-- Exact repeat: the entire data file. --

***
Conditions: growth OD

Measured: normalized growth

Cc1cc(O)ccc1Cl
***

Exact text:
Conditions: growth OD

Measured: normalized growth

Cc1cc(O)ccc1Cl